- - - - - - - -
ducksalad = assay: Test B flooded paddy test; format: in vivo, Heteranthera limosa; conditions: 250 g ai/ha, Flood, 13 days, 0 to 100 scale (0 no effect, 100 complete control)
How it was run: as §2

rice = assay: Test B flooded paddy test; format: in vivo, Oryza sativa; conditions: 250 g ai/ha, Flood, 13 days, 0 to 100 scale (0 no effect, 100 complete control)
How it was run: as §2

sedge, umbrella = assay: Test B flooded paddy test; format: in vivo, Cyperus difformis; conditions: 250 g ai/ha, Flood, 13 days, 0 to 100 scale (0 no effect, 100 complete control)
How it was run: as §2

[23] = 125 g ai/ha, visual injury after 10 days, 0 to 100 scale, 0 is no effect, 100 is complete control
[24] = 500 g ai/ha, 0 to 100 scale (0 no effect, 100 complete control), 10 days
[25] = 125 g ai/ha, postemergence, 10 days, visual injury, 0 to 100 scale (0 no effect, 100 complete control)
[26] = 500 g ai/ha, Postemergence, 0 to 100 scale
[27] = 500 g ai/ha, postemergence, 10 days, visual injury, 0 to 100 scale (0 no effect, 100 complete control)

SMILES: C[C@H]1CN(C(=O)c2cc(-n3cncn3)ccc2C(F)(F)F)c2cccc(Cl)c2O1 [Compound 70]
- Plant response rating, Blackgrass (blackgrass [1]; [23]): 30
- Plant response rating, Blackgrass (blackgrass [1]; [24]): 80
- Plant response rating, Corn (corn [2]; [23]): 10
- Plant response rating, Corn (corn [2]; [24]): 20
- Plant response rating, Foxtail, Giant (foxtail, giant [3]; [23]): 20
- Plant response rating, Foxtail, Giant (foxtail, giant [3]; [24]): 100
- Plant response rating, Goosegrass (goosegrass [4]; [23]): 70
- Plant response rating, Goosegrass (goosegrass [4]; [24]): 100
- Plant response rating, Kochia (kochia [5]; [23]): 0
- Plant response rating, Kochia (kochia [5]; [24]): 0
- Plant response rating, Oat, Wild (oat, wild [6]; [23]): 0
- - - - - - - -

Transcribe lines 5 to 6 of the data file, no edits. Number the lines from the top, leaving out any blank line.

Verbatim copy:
sedge, umbrella = assay: Test B flooded paddy test; format: in vivo, Cyperus difformis; conditions: 250 g ai/ha, Flood, 13 days, 0 to 100 scale (0 no effect, 100 complete control)
How it was run: as §2